Podcast 569-Final State by State Round Up. Where the state polls stand for presidential candidates right before election day 2016. This podcast does not endorse a candidate. I will not make you feel good or bad about your vote, or non vote. I will not attach ‘indexes’ and ‘percentage probabilities’ to potential wins or losses for the candidates. In Podcast 569-Final State by State Round Up, how candidates fare in each of the states according to existing polls. Partisan and advocacy journalists don’t provide insight on survey research. I do. What you’re getting from the cable news channels and advocacy news ‘websites’ are charlatans pushing their point of view. Fact is, no one knows how the election will play out in any of the so called battleground states. That’s because despite all the best effort, even the best political researchers are challenged to determine who is actually going to show up to vote especially when the polls show a close vote, within the margins of error. Elections are made on who votes. Not the number of signs. Not the number of people who show up at rallies. Not who ran the best TV spots. It’s all about getting the vote out. Once the vote is in, it’s all about counting. Is the election rigged? In a sense, yes. The United States is a representative republic which elects its executive not by the popular vote but through an institution known as the Electoral College. Some states’ electoral slates are proportionally chosen. Some states select electoral slates by party. The electors themselves have already been chosen. They will actually select the President of the United States on December 15th, 2016. In some states the popular vote determines how the electors are ‘supposed’ to vote. In some states it depends on which party’s candidate wins the overall vote. No so called ‘rogue elector‘ has ever been prosecuted for voting outside the state statute guidelines. In the event of an electoral tie, the election will be decided by the US House of Representatives. One thing is true, the republicans are the ones talking about ‘rigged’ elections right now, but if Donald Trump wins the presidency they’ll stop talking about that immediately and the democrats will start talking about things being ‘rigged’. The only thing coverage of these kinds of conspiracies do is reduce the faith Americans and the rest of the world has in the electoral process. In reality, ‘rigging’ a national election is a difficult task, despite what movies and conspiracy theorists say. If you are concerned about your candidate winning the election, the best thing you can do is turn off the TV and get out and help them win by driving people to the polls or making last minute calls, poll watching, or if you’re qualified, volunteering as an election judge. Thankfully we’ll be looking at election night results in the next podcast. Sponsored by Hydrus Performance and Brush Studio, in the West End, Saint Louis Park.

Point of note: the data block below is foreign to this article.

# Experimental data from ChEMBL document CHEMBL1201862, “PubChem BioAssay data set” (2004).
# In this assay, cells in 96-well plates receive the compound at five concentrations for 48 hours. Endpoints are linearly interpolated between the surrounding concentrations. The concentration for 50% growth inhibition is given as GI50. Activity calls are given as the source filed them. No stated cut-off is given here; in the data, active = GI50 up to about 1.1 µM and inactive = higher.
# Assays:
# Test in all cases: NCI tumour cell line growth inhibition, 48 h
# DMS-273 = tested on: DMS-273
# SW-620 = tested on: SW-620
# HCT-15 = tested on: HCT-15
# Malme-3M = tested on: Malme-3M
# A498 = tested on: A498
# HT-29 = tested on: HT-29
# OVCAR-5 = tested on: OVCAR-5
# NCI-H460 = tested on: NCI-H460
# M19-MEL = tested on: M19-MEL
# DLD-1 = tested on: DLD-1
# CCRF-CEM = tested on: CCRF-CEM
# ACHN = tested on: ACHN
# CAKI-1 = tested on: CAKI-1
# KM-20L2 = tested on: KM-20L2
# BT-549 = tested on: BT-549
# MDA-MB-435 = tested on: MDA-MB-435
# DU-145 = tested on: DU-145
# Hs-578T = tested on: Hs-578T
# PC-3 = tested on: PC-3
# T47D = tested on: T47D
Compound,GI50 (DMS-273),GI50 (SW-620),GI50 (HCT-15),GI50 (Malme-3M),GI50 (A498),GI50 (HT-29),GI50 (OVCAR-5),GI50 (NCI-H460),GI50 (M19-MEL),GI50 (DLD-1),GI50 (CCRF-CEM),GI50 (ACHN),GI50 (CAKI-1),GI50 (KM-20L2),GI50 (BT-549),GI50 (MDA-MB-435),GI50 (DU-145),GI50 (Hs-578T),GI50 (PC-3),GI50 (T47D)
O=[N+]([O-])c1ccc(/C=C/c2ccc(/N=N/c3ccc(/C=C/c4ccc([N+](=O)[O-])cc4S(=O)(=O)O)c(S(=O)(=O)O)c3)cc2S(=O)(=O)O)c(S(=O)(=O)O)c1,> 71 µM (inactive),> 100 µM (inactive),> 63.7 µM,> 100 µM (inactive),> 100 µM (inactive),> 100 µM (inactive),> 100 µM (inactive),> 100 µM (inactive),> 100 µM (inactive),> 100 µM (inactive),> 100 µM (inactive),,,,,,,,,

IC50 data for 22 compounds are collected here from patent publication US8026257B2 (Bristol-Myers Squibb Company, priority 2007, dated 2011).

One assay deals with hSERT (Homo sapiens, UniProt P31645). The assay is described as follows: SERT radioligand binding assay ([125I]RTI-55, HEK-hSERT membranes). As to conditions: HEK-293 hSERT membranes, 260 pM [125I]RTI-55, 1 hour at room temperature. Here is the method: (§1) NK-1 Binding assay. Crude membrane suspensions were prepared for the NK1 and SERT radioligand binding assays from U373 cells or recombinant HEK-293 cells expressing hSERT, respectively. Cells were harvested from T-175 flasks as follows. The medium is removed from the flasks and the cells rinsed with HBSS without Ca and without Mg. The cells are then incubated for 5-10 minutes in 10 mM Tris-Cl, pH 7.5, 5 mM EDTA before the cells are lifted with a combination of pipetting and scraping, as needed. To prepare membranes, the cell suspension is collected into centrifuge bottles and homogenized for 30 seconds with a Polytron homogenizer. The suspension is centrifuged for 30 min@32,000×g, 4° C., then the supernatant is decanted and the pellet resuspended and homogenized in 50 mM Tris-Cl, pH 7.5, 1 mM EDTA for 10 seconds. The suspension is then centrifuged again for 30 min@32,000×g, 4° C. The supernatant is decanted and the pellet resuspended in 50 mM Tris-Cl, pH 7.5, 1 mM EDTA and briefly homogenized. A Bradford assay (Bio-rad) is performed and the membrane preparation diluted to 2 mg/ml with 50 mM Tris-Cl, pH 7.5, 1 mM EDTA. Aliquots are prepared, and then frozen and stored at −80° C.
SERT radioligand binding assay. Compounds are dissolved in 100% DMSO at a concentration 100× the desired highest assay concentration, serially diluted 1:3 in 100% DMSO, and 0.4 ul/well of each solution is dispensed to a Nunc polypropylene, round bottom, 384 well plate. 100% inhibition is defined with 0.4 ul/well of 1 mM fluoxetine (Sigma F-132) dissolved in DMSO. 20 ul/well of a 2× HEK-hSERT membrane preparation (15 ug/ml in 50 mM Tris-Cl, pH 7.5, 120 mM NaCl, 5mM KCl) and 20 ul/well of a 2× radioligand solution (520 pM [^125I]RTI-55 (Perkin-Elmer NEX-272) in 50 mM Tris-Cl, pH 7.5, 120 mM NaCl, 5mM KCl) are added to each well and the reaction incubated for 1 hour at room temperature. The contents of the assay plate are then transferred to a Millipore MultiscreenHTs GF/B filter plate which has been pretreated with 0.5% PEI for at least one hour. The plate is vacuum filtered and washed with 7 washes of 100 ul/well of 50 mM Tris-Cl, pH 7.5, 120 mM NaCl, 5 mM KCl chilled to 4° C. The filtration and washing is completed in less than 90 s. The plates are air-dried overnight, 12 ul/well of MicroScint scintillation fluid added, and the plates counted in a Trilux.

Podcast 566-BobDavisRadioShow-50. October final State By State Poll roundup. Podcast 566-BobDavisRadioShow-50 covers the hysteria around polling these days and what to watch for in the final two weeks of campaigning. Charlatans abound in the political world. Almost everyone telling you one candidate, or the other, is going to win has a hidden agenda. Some want to make themselves famous. Some are shilling for a candidate. Ignorance on what political research actually is has now commingled with Trump’s claims the polls and thus the election are rigged. My response to a subscriber email about push polls is typical. Someone, somewhere talked about push polls so now everyone thinks the polls are push polls. Or, the John Podesta email suggesting internal polling over same democrats has everyone convinced all the pollsters are in the tank for Clinton. Sigh. The polls used on Real Clear Politics, and the polls I use for Podcast 566-BobDavisRadioShow-50 are polls taken by media organizations or university political science departments. A push poll is a poll designed to ‘push’ a respondent into voting one way or another. Usually there is very little polling data collected in so called Push Polls. Are the polls right? A good poll isn’t right or wrong, it is reliable. Listen to this show and you’ll know more about polling than anyone on your block. Listen to the other podcasts about polling I have done and you’ll understand more about what is going on. First, it is not a popular vote that elects the President of the United States. The US Election is an electoral affair so all the action is in the state by state polls. You can aggregate these polls. You can average these polls. However, you cannot aggregate and average them and place a probability on whether one or the other candidate will win. All the poll averaging does is give you a birds eye view of the battlefield. The must win electoral states change election cycle to election cycle. No predictions will be made here. I will give you a truthful and honest analysis of where the mainline campaigns stand on the eve of election day, 2016. Sponsored by Hydrus Performance, Ryan Plumbing and X Government Cars.
New York Primary Results. The results of the New York Presidential Primary are in. Now sit back and watch the story lines change. Surprise! After a day of voter confusion and typical New York statements from election officials about investigations, the New York Primary Results are in. Donald Trump won roughly 60 percent of the Republican votes, and Hillary Clinton managed about 57 percent of the Democratic votes in a slightly closer race. The most interesting outcome of this presidential preference poll is which republican candidate came in second. While Trump celebrates a win large enough for him to control a lion’s share of the delegates from the Empire State, Ohio Governor John Kasich ran a good second, and Texas Senator Ted Cruz came in a distant third, which should be enough to change the media story lines from ‘Ted Cruz is posing a strong challenge to Trump’, to whether or not John Kasich could be the nominee for the republicans in a contested republican convention this summer. The next primaries favor Trump and especially Kasich. Connecticut, Delaware, Maryland, Pennsylvania and Rhode Island will hold primaries on April 26th. While most analysts expect Trump to win most of the delegates, many will be keeping a close eye on Kasich. Is the republican establishment working for Trump opponents in states that favor them? Recent polls from Wisconsin suggest that might be true. More establishment figures as well as candidates seem to be pointing toward a contested convention. With the establishment concerned about the so called ‘down-ticket’; the US Senate and House, chances are Trump and Cruz — who don’t poll well against Hillary Clinton or Bernie Sanders in a head to head match ups — may not be able to get the nomination if they can’t get the required 1237 majority of delegates on the first ballot. This is the main thing to pay attention to in the next few weeks. Ignore the pundits and the exit poll nonsense and focus on the next spate of primaries. Finally, the New York Times reports voters ‘disillusioned’ by primary races that depend on delegate elections, not the popular vote. Are they being sidelined or were voters always sidelined in these state primaries and caucuses? Sponsored by Brush Studio and X Government Cars.